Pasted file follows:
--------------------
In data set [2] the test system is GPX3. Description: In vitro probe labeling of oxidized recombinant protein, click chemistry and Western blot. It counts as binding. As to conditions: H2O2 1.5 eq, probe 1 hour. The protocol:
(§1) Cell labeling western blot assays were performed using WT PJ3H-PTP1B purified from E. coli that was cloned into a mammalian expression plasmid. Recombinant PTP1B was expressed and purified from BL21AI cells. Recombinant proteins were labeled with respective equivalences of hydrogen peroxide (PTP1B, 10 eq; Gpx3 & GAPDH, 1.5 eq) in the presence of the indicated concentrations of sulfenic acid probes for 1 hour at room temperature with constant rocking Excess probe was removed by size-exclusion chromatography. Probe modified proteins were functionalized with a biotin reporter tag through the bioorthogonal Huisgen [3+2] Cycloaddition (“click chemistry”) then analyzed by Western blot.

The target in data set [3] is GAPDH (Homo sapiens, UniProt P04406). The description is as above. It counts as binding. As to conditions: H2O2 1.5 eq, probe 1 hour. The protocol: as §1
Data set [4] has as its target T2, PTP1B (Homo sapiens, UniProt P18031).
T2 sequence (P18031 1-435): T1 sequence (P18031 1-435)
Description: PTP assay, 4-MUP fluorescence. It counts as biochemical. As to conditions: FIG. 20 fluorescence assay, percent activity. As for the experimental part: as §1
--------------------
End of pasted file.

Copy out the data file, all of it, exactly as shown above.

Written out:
In data set [2] the test system is GPX3. Description: In vitro probe labeling of oxidized recombinant protein, click chemistry and Western blot. It counts as binding. As to conditions: H2O2 1.5 eq, probe 1 hour. The protocol:
(§1) Cell labeling western blot assays were performed using WT PJ3H-PTP1B purified from E. coli that was cloned into a mammalian expression plasmid. Recombinant PTP1B was expressed and purified from BL21AI cells. Recombinant proteins were labeled with respective equivalences of hydrogen peroxide (PTP1B, 10 eq; Gpx3 & GAPDH, 1.5 eq) in the presence of the indicated concentrations of sulfenic acid probes for 1 hour at room temperature with constant rocking Excess probe was removed by size-exclusion chromatography. Probe modified proteins were functionalized with a biotin reporter tag through the bioorthogonal Huisgen [3+2] Cycloaddition (“click chemistry”) then analyzed by Western blot.

The target in data set [3] is GAPDH (Homo sapiens, UniProt P04406). The description is as above. It counts as binding. As to conditions: H2O2 1.5 eq, probe 1 hour. The protocol: as §1
Data set [4] has as its target T2, PTP1B (Homo sapiens, UniProt P18031).
T2 sequence (P18031 1-435): T1 sequence (P18031 1-435)
Description: PTP assay, 4-MUP fluorescence. It counts as biochemical. As to conditions: FIG. 20 fluorescence assay, percent activity. As for the experimental part: as §1